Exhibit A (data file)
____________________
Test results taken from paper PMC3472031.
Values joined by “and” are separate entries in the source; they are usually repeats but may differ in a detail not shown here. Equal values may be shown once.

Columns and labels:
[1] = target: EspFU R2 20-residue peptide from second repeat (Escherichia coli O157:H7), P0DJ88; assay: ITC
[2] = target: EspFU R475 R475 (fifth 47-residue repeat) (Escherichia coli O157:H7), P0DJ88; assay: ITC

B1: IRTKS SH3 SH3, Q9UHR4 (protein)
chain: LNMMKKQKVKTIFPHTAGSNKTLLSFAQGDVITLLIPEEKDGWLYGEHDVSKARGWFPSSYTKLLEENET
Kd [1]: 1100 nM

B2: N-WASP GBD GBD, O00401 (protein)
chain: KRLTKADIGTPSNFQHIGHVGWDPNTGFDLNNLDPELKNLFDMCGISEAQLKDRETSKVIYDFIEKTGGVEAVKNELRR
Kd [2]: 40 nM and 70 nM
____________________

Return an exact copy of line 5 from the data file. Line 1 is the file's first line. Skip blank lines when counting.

[2] = target: EspFU R475 R475 (fifth 47-residue repeat) (Escherichia coli O157:H7), P0DJ88; assay: ITC